Fortunately, though, even with an ugly stretch, 'Bama emerged from Columbia in relatively good health. The injury to AJ McCarron was obviously a tremendous scare, and for future purposes all should hope that he resists the urge to try abbreviated spin moves in the pocket with two defensive linemen about to deliver the blow, but he returned and seemingly avoided any serious structural damage to the knee. Hopefully his injury, whatever it is, will not make him more susceptible to sustaining a more serious injury in the weeks ahead, but it is perhaps reasonable to expect that his mobility will be limited next weekend against Tennessee. Not sure if Alabama can go into Knoxville and Baton Rouge and get wins with Blake Sims under center, but hopefully that will become a moot question with the continued health of McCarron.

After an ugly performance against an undersized Ole Miss front, a big rebound performance yesterday afternoon for the Alabama offensive line and tailbacks Eddie Lacy and T.J. Yeldon. Together they went for over 300 yards and five touchdowns, averaging almost nine yards per carry along the way and for the most part they made it look relatively easy. Missouri has a strong defensive line, but it's an aggressive unit that heavily utilizes slants, stunts, and run blitzes, and offensive coordinator Doug Nussmeier deserves credit for anticipating the Missouri defensive playcalling and responding appropriately. Several times yesterday, including on the opening touchdown run by Lacy, Alabama just out-maneuvered the Tigers at the point of attack by attacking the temporal weaknesses in an aggressive front. Credit pre-game preparation and in-game playcalling for that.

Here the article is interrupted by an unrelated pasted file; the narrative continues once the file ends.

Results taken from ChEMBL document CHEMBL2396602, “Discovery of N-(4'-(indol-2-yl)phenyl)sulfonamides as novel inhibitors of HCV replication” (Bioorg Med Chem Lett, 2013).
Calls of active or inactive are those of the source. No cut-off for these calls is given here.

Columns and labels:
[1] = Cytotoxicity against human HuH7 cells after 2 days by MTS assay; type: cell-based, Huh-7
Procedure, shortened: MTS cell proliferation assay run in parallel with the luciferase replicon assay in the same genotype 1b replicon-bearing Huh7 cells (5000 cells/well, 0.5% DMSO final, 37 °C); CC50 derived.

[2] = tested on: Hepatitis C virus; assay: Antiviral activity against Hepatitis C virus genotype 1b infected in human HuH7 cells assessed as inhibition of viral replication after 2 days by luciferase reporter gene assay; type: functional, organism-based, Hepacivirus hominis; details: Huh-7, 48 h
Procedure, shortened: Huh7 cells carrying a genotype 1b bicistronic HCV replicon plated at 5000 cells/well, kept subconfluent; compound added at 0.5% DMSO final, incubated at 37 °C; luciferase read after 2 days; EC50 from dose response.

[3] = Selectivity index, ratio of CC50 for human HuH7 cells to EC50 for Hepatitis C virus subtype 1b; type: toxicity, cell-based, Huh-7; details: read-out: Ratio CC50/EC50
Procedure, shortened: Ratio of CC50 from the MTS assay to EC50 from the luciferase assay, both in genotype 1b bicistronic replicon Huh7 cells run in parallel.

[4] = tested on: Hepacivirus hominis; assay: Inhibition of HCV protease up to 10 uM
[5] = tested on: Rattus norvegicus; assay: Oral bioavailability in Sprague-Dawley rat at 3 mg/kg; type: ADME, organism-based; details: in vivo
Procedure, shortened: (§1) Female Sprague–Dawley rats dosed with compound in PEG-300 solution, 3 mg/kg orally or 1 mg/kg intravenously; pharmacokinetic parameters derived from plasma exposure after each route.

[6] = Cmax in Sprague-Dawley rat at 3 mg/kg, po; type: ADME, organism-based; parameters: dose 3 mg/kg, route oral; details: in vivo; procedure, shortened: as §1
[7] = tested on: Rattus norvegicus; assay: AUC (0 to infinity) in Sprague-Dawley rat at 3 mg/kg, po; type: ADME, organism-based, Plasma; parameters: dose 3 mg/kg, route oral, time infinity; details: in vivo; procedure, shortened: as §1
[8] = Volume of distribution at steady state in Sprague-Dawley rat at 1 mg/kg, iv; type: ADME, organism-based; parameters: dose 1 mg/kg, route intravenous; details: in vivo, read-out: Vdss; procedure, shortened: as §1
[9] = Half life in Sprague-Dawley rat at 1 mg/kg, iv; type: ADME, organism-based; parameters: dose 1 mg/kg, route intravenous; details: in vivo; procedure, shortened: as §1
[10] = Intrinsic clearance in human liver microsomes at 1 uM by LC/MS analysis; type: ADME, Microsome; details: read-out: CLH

Difficult day to throw the football given the horrid conditions, but AJ McCarron and company did well enough and were clearly put in a good position due to the dominant performance from the running game. McCarron had his typical efficient-even-if-not-explosive performance, and in the wide receiver corps Amari Cooper continued to solidify his claim to being the best player in the rotation. Meanwhile, Cyrus Jones saw significant playing time yesterday in the absence of DeAndrew White, and his presence is only likely to grow next weekend in Knoxville given the fact that Christion Jones was a bit banged up yesterday.